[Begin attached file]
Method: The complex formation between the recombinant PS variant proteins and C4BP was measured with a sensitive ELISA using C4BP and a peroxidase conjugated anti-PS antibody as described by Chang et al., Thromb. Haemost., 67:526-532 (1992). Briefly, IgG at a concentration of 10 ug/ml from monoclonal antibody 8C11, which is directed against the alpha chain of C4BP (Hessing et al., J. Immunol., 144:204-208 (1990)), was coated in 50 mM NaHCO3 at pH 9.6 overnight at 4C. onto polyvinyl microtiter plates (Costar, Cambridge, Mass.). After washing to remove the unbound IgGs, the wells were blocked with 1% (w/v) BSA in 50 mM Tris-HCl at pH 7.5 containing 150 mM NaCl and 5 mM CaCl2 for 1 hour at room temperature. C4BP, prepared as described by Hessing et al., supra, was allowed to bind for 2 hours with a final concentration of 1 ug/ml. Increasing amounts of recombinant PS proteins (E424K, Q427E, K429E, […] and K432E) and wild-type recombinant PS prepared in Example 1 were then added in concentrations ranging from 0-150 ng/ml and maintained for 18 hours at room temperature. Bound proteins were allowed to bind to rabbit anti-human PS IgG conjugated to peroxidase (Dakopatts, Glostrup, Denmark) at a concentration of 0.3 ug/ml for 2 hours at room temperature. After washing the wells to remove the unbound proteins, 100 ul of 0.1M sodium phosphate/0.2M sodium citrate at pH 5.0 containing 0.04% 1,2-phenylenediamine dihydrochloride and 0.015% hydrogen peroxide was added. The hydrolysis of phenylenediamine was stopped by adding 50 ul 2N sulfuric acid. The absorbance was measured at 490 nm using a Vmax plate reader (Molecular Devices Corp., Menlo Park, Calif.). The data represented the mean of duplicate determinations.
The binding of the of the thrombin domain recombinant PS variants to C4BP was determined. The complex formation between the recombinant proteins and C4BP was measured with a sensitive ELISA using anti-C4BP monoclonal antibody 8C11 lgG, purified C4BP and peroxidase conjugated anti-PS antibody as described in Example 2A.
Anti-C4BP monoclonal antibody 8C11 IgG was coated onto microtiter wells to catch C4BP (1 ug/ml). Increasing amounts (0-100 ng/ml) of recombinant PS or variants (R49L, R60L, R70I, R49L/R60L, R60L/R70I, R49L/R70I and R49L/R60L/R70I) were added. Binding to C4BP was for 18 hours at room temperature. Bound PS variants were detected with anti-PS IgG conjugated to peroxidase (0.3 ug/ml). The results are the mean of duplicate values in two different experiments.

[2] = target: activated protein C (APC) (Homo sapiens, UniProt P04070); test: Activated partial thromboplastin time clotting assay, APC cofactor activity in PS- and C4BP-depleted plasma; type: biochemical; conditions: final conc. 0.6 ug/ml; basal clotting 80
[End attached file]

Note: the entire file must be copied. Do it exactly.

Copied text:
Method: The complex formation between the recombinant PS variant proteins and C4BP was measured with a sensitive ELISA using C4BP and a peroxidase conjugated anti-PS antibody as described by Chang et al., Thromb. Haemost., 67:526-532 (1992). Briefly, IgG at a concentration of 10 ug/ml from monoclonal antibody 8C11, which is directed against the alpha chain of C4BP (Hessing et al., J. Immunol., 144:204-208 (1990)), was coated in 50 mM NaHCO3 at pH 9.6 overnight at 4C. onto polyvinyl microtiter plates (Costar, Cambridge, Mass.). After washing to remove the unbound IgGs, the wells were blocked with 1% (w/v) BSA in 50 mM Tris-HCl at pH 7.5 containing 150 mM NaCl and 5 mM CaCl2 for 1 hour at room temperature. C4BP, prepared as described by Hessing et al., supra, was allowed to bind for 2 hours with a final concentration of 1 ug/ml. Increasing amounts of recombinant PS proteins (E424K, Q427E, K429E, […] and K432E) and wild-type recombinant PS prepared in Example 1 were then added in concentrations ranging from 0-150 ng/ml and maintained for 18 hours at room temperature. Bound proteins were allowed to bind to rabbit anti-human PS IgG conjugated to peroxidase (Dakopatts, Glostrup, Denmark) at a concentration of 0.3 ug/ml for 2 hours at room temperature. After washing the wells to remove the unbound proteins, 100 ul of 0.1M sodium phosphate/0.2M sodium citrate at pH 5.0 containing 0.04% 1,2-phenylenediamine dihydrochloride and 0.015% hydrogen peroxide was added. The hydrolysis of phenylenediamine was stopped by adding 50 ul 2N sulfuric acid. The absorbance was measured at 490 nm using a Vmax plate reader (Molecular Devices Corp., Menlo Park, Calif.). The data represented the mean of duplicate determinations.
The binding of the of the thrombin domain recombinant PS variants to C4BP was determined. The complex formation between the recombinant proteins and C4BP was measured with a sensitive ELISA using anti-C4BP monoclonal antibody 8C11 lgG, purified C4BP and peroxidase conjugated anti-PS antibody as described in Example 2A.
Anti-C4BP monoclonal antibody 8C11 IgG was coated onto microtiter wells to catch C4BP (1 ug/ml). Increasing amounts (0-100 ng/ml) of recombinant PS or variants (R49L, R60L, R70I, R49L/R60L, R60L/R70I, R49L/R70I and R49L/R60L/R70I) were added. Binding to C4BP was for 18 hours at room temperature. Bound PS variants were detected with anti-PS IgG conjugated to peroxidase (0.3 ug/ml). The results are the mean of duplicate values in two different experiments.

[2] = target: activated protein C (APC) (Homo sapiens, UniProt P04070); test: Activated partial thromboplastin time clotting assay, APC cofactor activity in PS- and C4BP-depleted plasma; type: biochemical; conditions: final conc. 0.6 ug/ml; basal clotting 80